Monday the 11th March is no ordinary day to plumbers around the globe; it is the internationally celebrated World Plumbing Day! So much more than just an annual event highlighting the global water and sanitation crisis, World Plumbing Day celebrates the role that plumbing, and plumbers play in safeguarding public health.
Initiated by the World Plumbing Council (WPC) - of which the Chartered Institute of Plumbing and Heating Engineering (CIPHE) is a member – World Plumbing Day’s main aims are to:
- Raise awareness about the health-related outcomes of plumbing that often get taken for granted.
- Concentrate on communities that still need more and better plumbing to have improved living standards and a better life.
- Remind ourselves to be grateful for the skills of those who work on our efficient plumbing systems.
- Reflect on innovative plumbing advancements to protect public health and improve the world.
With 2.1 billion people (or 3 in 10 people) worldwide, still lacking access to safe, readily available water at home, and a further 4.5 billion people (that’s 6 in 10 people) not having toilets in their home, you can see why a lack of plumbing remains a big problem globally. There is still an incredible amount of work to be done to end the sanitation crisis in the developing world, where the health and economic impact is felt the deepest.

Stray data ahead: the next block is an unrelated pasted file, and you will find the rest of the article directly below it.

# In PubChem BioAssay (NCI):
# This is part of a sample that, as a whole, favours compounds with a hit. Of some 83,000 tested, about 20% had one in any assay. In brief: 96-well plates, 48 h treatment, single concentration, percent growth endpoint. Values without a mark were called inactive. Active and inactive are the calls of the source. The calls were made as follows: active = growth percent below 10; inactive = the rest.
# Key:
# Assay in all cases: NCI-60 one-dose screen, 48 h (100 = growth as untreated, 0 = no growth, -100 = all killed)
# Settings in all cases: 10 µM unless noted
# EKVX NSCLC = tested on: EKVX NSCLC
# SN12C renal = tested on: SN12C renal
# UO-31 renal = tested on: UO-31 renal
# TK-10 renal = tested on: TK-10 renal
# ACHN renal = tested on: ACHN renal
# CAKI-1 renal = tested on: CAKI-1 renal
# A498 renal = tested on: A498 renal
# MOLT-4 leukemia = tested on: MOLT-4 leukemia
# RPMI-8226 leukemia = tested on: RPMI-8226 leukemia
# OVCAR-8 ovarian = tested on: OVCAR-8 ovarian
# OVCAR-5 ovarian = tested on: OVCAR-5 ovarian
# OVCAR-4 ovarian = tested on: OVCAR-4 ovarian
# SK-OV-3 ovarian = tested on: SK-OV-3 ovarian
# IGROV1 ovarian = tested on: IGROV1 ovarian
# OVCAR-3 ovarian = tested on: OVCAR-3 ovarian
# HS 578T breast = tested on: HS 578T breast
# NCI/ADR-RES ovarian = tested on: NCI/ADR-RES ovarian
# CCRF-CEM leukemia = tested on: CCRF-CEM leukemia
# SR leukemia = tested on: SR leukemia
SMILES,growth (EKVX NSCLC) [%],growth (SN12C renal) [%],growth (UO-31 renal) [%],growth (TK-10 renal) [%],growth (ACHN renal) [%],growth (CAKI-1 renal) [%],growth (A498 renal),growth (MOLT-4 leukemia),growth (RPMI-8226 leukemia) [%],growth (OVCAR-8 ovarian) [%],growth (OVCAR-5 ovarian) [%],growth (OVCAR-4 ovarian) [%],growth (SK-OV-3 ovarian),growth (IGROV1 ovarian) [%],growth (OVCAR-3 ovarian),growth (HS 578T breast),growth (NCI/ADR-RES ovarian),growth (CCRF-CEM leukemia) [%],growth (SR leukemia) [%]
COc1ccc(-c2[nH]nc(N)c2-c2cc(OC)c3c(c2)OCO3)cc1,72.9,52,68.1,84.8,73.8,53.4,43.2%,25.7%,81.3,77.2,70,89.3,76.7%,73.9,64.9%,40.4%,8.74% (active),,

That said, World Plumbing Day is just as important here in the UK. A lack of public toilet provision, along with longstanding issues such as hot water scalding, Legionnaires’ disease, water efficiency, lead in water supplies and pollution caused by plumbing misconnections, are all first world plumbing problems that can be detrimental to the safety, welfare and health of the public. In fact, recent research conducted by the CIPHE has found that hot water scalds and heating system related contact burns are on the rise – a very worrying trend, which often claims the most vulnerable in society as victims.
CEO of the CIPHE, Kevin Wellman, commented, “A Plumber’s worth should never be underestimated - they do more to keep the world safe than many people will ever know. After all, safe water and sanitation is the very cornerstone of public health - without it, disease and poverty would be rife.”
“Nowadays, plumbing and heating systems are complex, the pace of technological change is rapid and both troubleshooting and engineering skills are vital to be a good plumber. The modern plumbing professional is a skilled engineer, business owner, accountant and marketer all rolled into one. This knowledge and competence cannot be learnt on a fast-track course – it takes years of hard work and dedication, along with a commitment to lifelong learning.”
“This is why it is imperative consumers understand how important it is to employ a professional engineer. Each year many hundreds of people, including the vulnerable are affected by poorly designed, installed and maintained plumbing systems. At the CIPHE we are currently working in partnership with other leading industry bodies to help raise standards within the industry and raise concerns direct with Government on skills, compliance and safety issues.”
You can keep up-to-date with the latest news and events online by logging onto www.worldplumbingday.org or following @WPlumbingDay on twitter.
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